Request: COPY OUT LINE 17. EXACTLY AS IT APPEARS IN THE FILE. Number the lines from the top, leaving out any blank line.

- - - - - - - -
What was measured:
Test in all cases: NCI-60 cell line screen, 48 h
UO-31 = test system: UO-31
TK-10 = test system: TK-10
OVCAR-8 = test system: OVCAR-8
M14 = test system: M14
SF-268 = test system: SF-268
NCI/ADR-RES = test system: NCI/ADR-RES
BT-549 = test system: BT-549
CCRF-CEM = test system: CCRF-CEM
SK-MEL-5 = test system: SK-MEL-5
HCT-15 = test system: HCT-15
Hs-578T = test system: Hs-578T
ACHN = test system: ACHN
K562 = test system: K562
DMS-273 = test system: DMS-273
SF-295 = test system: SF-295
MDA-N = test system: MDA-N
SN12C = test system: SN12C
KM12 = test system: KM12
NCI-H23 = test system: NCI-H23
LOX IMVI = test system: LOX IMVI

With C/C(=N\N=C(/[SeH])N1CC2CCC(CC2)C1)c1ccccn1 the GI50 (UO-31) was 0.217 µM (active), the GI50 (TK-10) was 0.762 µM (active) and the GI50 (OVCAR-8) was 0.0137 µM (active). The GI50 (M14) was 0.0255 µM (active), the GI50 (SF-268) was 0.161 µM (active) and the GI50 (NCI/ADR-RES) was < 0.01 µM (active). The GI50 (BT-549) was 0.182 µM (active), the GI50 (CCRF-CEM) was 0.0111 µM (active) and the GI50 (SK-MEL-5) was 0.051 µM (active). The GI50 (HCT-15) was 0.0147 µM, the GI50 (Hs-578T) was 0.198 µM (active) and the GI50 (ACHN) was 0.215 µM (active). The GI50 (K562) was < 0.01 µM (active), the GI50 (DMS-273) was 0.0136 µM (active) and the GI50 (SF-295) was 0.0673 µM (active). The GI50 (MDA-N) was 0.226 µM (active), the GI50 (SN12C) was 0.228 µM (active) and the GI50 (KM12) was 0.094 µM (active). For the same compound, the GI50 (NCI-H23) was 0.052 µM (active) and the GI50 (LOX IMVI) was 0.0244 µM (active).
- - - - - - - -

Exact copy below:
SF-295 = test system: SF-295